Cards, song contests, anything but work
Sunday, 5 October 2008
Well, I didn’t go out on day one of the London EPT. I went out late on day two, in 38th place for £11,419. (TT v. KK on a small flop. Given the pre-flop betting and the relative chip counts, an inescapable coup). At the time, of course, I was gutted – only 37 people away from a historic double and an undeniably useful £1,000,000.
But, by the next day, I was very happy that I’d played good poker, and able to appreciate with my restored sanity that £11,000 is a serious amount of money. However much poker I play, I really am keen not to lose touch with the real world. We all scrape the last butter from the rim of the tub before opening a new one; the day I remain miserable for more than a night about winning “only” £11,000, it’s time to stop playing and invent a device for slapping myself round the face.
I was back today for the PokerStars High Rollers event at the Vic. I hoped as always for a soft table and, indeed, there they sat: Scott Fischman, Sorrel Mizzi, Gus Hansen, Daniel Negreanu. William Thorsson and Bertrand ‘ElkY’ Grospellier. Good. The six horsemen of the apocalypse.
According to Poker News, this was officially named “the table of death”. Some people say they “prefer to take on good players than idiots”. They’d have been welcome to swap with me…
In the end, it didn’t make much difference. In the middle of level two, I raised up to 700 with AK. Fischman and Mizzi called behind; Negreanu raised 3000 more from the button. I could have stuck it all in then and there, but I hate to do this with AK. Especially in this situation: I thought it not unlikely that these players might look at me as the soft touch on the table, and I had always planned to play a little gently, in order to give them the opportunity to keep betting at me if they missed their flops.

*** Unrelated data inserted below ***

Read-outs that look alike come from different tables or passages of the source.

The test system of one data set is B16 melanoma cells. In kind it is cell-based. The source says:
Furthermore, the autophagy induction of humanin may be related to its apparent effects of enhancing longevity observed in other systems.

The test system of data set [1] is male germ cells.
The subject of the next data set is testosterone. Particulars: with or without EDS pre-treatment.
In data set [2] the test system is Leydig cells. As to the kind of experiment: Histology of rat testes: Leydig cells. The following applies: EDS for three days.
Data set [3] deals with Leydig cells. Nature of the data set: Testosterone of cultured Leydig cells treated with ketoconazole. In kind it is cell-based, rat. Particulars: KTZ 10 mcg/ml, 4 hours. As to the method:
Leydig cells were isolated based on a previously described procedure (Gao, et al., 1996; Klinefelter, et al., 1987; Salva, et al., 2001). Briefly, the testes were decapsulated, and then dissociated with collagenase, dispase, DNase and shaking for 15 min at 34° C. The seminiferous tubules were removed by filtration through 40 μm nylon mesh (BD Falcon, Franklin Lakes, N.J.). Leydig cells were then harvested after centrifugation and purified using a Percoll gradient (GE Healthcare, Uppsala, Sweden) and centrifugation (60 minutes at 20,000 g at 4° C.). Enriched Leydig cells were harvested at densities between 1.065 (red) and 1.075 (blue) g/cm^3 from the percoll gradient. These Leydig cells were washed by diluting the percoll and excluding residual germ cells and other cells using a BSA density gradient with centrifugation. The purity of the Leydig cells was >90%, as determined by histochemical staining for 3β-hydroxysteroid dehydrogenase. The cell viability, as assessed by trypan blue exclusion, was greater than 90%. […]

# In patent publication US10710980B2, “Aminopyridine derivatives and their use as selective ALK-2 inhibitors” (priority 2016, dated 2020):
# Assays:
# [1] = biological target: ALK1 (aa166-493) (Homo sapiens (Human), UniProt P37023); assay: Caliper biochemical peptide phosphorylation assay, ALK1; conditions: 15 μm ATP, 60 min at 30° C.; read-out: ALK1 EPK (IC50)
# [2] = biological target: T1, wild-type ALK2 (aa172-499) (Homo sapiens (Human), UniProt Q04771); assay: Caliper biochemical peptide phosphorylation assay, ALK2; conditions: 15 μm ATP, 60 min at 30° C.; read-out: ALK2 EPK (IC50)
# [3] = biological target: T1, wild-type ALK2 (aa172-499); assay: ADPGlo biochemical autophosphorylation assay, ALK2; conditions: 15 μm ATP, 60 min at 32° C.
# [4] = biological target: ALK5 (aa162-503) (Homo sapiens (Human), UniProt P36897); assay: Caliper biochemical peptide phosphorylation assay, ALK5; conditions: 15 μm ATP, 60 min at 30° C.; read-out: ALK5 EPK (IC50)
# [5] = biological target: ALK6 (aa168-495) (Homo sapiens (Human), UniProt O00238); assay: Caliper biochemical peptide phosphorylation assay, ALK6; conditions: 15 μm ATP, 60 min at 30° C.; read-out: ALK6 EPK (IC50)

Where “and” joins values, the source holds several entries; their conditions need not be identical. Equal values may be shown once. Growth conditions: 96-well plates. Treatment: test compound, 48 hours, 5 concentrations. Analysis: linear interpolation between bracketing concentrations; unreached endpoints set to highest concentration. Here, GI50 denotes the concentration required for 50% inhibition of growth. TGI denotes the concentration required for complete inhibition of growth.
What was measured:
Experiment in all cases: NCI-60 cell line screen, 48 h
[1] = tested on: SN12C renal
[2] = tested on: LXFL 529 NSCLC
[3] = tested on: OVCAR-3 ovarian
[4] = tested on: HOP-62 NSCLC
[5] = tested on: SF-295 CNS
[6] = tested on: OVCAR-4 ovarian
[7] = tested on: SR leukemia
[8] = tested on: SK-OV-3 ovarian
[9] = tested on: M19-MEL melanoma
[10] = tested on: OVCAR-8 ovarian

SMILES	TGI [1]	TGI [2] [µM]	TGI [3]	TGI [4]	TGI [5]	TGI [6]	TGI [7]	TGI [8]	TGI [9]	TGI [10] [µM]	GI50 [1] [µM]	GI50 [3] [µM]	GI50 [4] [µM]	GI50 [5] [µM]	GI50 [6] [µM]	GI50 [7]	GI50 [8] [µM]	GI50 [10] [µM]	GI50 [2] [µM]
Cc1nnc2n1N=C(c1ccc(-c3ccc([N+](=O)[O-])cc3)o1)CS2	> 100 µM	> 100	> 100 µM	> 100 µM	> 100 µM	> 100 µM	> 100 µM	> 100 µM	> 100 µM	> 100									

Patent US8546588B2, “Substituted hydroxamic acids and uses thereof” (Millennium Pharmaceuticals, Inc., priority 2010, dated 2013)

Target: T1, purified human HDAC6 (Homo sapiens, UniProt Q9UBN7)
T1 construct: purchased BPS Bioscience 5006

The flop came Ad 4c 7d. I bet out 8000 and Daniel moved all in, just covering my remaining 15,000. Obviously I was calling: he rolled over 2d 5d, and smacked into his flush on the turn. No waiting for Kid Poker.
But I’m fine with this – it feels nothing like the misery of my Tuesday night exit from the WSOPE. Nobody did anything wrong. Daniel was trying, reasonably enough, to nick the raise and the calls from the button. I had a good reason to flat call. Post-flop, we both had legitimate hands to get it all in: I’m about 11/10 favourite but there’s not much in it. I have to bet, Daniel has to move in, I have to call. It’s his lucky day not mine, and the pain came too early to cut deep. I left this event feeling very philosophical. I’m sad that we are coming to the end of such an amazing, enormous poker week in London, but I loved having these events so close to home and I was very happy to cash in my favourite event (or at least, by the next morning I was).
A quick check of the watch, and I was home in time for the official announcement of the X Factor finalists and the market going live! I won’t win a million here, but I’ve won a few thousand in the past.
I’m not so keen on Daniel Evans the single father now. His voice probably just isn’t good enough. But I had a value bet on him at 40/1 anyway. I’m “trading” rather than betting: trying to back the people whose prices will come in, and lay the people whose prices will go out. I can always change my position later.
For now I am betting on Austin to win. He’s got a fantastic voice, he looks all right; his only problem is that he cries too much. Once is fine, every five minutes is annoying. I hope his canny mentor, Simon Cowell, nips that in the bud.
The market has put Alexandra in as favourite, spotting her as the next Leona Lewis. I don’t think so. We’ll see how it pans out: for now I’m on Austin to win, and Daniel to last longer than the other punters seem to think. There’s no price yet for the first eviction, but I’ll be on Ruth the Spanish soloist, and Girlband, as the first to go.